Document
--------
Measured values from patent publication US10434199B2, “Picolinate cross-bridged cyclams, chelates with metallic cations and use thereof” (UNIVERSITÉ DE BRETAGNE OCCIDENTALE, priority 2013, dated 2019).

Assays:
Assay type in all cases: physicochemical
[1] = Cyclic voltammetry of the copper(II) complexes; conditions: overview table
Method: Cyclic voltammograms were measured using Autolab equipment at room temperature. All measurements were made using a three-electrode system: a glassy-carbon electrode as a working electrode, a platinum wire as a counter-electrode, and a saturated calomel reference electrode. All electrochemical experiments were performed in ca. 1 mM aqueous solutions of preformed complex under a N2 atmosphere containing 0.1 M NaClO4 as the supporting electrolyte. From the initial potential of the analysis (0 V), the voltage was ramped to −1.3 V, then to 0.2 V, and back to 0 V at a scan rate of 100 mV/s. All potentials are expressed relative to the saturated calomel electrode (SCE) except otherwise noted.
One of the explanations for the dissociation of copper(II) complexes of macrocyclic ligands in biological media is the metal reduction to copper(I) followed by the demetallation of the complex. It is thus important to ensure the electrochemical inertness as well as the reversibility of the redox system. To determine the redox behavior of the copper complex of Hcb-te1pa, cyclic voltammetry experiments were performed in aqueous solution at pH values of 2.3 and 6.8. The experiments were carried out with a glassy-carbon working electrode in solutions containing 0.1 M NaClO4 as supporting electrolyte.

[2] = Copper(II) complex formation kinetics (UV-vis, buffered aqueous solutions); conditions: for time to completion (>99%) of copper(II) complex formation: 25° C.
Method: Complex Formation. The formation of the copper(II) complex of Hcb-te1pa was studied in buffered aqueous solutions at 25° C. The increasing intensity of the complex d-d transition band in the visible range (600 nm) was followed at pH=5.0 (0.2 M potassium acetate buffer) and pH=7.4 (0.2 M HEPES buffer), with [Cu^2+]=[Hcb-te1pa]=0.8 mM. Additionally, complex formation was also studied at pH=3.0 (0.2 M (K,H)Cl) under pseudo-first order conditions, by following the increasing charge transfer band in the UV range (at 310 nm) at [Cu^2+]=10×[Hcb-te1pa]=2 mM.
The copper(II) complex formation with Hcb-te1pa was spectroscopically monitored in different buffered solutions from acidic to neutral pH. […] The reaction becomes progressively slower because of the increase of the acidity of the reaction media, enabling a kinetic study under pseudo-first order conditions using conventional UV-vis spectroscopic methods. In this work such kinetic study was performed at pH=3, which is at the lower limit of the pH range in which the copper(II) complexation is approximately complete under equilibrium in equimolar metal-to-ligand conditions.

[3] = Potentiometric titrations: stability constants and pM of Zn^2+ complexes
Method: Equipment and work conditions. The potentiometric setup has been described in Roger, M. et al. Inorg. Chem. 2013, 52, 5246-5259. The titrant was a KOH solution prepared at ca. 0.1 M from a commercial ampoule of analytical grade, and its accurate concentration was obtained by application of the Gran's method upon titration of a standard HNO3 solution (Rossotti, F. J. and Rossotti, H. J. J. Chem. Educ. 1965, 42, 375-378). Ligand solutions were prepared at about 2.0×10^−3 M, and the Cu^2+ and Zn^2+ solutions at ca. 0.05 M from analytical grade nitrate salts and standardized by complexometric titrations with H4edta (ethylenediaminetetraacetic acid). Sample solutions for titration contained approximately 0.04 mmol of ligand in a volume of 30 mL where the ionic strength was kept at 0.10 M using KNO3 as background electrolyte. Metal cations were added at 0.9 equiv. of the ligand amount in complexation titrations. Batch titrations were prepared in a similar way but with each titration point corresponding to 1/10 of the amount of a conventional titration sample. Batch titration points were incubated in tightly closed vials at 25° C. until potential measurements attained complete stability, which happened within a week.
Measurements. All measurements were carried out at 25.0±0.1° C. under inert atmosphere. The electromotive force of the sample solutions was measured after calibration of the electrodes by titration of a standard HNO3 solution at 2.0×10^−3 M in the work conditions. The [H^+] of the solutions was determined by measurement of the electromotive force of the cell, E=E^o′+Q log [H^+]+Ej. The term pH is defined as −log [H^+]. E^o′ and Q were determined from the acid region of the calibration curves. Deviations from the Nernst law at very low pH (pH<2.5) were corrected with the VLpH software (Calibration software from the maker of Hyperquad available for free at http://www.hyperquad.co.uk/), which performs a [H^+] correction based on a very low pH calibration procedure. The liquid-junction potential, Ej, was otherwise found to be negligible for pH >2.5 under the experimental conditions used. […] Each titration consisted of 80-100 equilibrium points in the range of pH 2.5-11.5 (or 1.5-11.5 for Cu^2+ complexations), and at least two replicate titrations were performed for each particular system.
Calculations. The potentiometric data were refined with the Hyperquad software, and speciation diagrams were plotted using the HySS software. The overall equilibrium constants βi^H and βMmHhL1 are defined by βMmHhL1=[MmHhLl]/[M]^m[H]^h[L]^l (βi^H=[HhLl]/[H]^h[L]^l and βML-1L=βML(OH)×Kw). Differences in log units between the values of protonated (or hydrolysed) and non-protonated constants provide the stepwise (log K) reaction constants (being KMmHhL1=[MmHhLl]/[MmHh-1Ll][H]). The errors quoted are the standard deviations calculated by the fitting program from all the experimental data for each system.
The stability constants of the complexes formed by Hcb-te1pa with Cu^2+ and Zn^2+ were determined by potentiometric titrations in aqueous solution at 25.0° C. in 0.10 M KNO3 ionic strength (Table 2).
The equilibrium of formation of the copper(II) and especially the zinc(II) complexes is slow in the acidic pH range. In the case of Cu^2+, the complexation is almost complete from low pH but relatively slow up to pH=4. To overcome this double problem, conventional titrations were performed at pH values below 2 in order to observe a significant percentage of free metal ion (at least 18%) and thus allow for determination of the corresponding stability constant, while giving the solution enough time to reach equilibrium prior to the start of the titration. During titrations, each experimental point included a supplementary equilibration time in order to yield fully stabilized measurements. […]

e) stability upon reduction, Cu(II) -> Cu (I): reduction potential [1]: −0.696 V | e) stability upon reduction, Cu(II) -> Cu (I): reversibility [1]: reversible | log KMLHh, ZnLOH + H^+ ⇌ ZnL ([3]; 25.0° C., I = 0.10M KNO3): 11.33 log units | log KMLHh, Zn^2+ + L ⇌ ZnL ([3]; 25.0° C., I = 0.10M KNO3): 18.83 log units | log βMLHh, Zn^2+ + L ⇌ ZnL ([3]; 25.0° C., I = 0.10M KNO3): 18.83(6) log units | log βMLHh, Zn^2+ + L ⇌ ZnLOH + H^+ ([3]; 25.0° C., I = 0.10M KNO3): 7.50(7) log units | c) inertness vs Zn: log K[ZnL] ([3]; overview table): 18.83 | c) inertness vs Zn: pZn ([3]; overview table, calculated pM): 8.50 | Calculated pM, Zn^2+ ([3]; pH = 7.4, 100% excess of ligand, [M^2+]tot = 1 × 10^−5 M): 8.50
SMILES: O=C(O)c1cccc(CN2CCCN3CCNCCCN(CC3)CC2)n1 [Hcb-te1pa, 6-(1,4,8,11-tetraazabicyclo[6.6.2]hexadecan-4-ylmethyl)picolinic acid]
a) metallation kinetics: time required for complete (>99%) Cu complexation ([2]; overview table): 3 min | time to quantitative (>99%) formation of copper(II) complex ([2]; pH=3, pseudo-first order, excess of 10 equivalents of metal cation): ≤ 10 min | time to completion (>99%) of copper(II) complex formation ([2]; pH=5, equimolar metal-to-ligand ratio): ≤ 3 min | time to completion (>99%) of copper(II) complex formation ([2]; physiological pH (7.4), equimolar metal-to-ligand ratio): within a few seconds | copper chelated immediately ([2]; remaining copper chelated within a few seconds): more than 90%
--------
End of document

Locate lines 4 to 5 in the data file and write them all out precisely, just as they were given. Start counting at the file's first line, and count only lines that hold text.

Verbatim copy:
[1] = Cyclic voltammetry of the copper(II) complexes; conditions: overview table
Method: Cyclic voltammograms were measured using Autolab equipment at room temperature. All measurements were made using a three-electrode system: a glassy-carbon electrode as a working electrode, a platinum wire as a counter-electrode, and a saturated calomel reference electrode. All electrochemical experiments were performed in ca. 1 mM aqueous solutions of preformed complex under a N2 atmosphere containing 0.1 M NaClO4 as the supporting electrolyte. From the initial potential of the analysis (0 V), the voltage was ramped to −1.3 V, then to 0.2 V, and back to 0 V at a scan rate of 100 mV/s. All potentials are expressed relative to the saturated calomel electrode (SCE) except otherwise noted.